And this is where the “pride before the fall” factor comes in. Is it possible that someone as intellectually brilliant as Barack Obama is making the same mistake as his predecessor? Does he really believe that his narrow popular vote victory provides him with a ‘mandate’, and that he has extensive amounts of political capital to burn pursuing his goals?

Good questions, which are even being asked extensively by members of his own party. Far more seasoned politicians than the President understand he is going to need every bit of political capital he can muster for the fiscal reform and tax policy negotiation. They are appalled he would spend even one bit of political capital attempting to get Susan Rice approved this Secretary of State. And needless to say, it is going to take more than just a bit of political capital to get her approved, if that is even possible. And that is in the context of no small number of other senior Democrats who would be highly qualified and easy to get approved.

Of course, it is possible that Mr. Obama is attempting to pull a Bill Clinton rope-a-dope maneuver on the Republicans. Perhaps he believes if he raises enough of a ruckus over the Benghazi affair, it will open up an opportunity for advantage of some sort with which he can ambush the Republicans on the near-term and extended fiscal negotiations. That would be a mistake, because the Republicans are capable of focusing intensely on both of those issues through their control of the powerful Senate committee apparatus.

Yet, that is how the Petraeus testimony today might set the wheels in motion on a broader disparagement of Team Obama for their lack of clarity (i.e. self-serving incompetence) or overt dissembling of the Benghazi situation. And in spite of what the White House might hope, that would likely benefit the Republicans in the budget negotiations as well.

Bye-Bye Ho-Ho’s

And now on to another bit of Americana that might seem less than important to the rest of the world, yet is near and dear to most older Americans: the demise of Hostess Brands. There is a real question as to whether this is a further manifestation of the weakness of the US economy, or a decades-long increase in health consciousness, or both. What we know is that the roughly 1/3 of their workforce comprised of the bakers were out on strike as Hostess was attempting to work its way through bankruptcy. And their refusal to return to work by yesterday’s 5 PM deadline has cost all 18,500 workers their jobs.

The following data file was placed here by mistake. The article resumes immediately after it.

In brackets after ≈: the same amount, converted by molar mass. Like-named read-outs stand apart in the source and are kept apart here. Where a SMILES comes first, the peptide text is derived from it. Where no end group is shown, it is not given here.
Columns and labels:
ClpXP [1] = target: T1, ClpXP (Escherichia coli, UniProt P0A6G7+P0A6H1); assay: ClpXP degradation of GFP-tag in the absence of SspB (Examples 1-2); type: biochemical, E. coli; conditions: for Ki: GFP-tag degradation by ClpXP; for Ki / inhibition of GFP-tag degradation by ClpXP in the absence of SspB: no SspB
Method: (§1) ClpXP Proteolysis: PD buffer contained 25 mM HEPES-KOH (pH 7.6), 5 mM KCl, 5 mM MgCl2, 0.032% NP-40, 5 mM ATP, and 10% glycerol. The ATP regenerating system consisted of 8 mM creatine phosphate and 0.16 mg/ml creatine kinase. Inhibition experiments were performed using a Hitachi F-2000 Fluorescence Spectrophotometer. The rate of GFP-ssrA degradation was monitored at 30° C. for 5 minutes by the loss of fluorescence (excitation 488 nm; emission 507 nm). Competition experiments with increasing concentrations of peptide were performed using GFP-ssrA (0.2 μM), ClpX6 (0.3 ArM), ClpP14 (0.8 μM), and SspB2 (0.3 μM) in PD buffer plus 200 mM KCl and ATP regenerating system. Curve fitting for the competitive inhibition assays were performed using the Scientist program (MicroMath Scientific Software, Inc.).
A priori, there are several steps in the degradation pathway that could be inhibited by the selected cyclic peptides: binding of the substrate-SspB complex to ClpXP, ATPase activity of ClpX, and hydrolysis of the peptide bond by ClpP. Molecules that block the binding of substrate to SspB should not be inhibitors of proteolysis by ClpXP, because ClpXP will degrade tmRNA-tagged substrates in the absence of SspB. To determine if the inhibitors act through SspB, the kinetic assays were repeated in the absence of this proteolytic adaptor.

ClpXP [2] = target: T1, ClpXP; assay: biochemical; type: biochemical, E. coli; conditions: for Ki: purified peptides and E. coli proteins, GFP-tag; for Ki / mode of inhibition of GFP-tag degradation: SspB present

That’s right America, no more Suzy-Q’s, Ding Dong’s, Ho-Ho’s, or our beloved Twinkie’s, not to mention those cream-filled cupcakes. Really quite sad, but more so in a nostalgic way than a dietetic one. Let’s face it, those staples of grammar school lunch boxes throughout the 1950s, 60s and 70s are some of the most pernicious items anyone could possibly consume. Junk food junkies and potheads might have found them essential components of their five basic food groups: sugar, fat and chocolate (although no caffeine or nicotine.)  But the rest of us likely gave up any interest in them many years ago, except for the occasional deep-fried Twinkie at the state fair.

But all of that nostalgia and tongue-in-cheek commentary aside, there is a serious lesson here on the state of the US economy and labor market. Unions which are trying to reassert their significant role in driving working people’s earnings need to be very cautionary about their use of labor action against corporate rationalization efforts. Profits at a lot of corporations are weak enough that they just cannot provide the wage increases,and in some cases even the current wage and benefit levels, and remain in business.

The latter was the case with Hostess, as the union ignored repeated warnings that unless workers were willing to provide concessions they would have no jobs at all. And based upon 1/3 of them refusing to believe that the company would actually go into liquidation, 18,500 workers were told to go home today and not come back. While it is a very blunt instrument, this should inform the budget negotiations in Washington DC as well.

While some people distinctly do not like the idea, capital does not have to invest in business unless it has a fairly clear idea the returns will be ample enough to justify the risks. The recent signal from American business that has sat on massive treasury accounts they have refused to release for capital investment and hiring in America is just that: without opportune conditions, capitalists are rich enough to sit back and wait for things to change. In the meantime it is the workers and middle management that suffer. As we have noted more than a few times previous on this entire fiscal reform debate…